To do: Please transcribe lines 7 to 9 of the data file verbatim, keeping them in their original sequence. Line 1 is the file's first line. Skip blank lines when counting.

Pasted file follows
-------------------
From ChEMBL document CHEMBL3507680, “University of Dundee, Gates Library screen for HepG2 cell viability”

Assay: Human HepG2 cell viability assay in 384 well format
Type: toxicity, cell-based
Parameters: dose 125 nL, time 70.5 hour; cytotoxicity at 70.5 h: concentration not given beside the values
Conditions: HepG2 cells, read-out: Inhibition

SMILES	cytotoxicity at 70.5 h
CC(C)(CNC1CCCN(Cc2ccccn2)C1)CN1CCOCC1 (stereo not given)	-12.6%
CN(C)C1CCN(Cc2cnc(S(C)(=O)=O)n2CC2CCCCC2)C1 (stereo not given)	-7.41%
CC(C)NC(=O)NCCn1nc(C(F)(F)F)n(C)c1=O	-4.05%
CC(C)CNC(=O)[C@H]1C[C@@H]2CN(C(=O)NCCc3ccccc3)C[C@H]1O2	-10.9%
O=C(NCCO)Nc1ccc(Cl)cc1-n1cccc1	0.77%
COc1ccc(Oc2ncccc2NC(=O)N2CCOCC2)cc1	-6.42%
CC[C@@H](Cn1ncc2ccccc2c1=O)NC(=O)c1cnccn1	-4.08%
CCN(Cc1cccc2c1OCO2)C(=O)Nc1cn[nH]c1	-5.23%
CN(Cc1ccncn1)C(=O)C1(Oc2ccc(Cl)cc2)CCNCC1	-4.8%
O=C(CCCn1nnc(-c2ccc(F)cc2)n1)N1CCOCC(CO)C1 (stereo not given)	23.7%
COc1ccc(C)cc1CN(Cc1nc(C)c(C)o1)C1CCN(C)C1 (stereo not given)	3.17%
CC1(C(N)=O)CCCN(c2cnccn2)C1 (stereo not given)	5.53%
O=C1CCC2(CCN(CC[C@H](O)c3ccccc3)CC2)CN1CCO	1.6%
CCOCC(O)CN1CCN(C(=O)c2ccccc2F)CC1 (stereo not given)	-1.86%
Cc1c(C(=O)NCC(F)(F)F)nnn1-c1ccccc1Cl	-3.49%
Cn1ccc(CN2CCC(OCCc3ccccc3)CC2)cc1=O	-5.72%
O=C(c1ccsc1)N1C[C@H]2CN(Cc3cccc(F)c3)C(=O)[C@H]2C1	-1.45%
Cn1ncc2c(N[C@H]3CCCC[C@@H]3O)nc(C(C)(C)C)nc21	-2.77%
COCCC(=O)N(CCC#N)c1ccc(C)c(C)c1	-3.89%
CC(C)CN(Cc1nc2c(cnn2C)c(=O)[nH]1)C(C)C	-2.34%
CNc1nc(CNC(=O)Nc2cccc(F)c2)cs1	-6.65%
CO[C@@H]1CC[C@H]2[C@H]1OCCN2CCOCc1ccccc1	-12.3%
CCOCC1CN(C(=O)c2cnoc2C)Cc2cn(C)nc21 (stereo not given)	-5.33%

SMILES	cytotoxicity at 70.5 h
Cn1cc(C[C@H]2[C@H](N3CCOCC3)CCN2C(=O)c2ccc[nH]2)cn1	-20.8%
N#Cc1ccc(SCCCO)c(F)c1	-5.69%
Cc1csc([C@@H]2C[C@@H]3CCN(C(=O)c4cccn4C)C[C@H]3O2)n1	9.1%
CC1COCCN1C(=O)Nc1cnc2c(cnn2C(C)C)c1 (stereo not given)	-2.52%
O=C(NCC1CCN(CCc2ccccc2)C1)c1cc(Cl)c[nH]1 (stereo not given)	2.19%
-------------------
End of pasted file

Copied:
CC(C)(CNC1CCCN(Cc2ccccn2)C1)CN1CCOCC1 (stereo not given)	-12.6%
CN(C)C1CCN(Cc2cnc(S(C)(=O)=O)n2CC2CCCCC2)C1 (stereo not given)	-7.41%
CC(C)NC(=O)NCCn1nc(C(F)(F)F)n(C)c1=O	-4.05%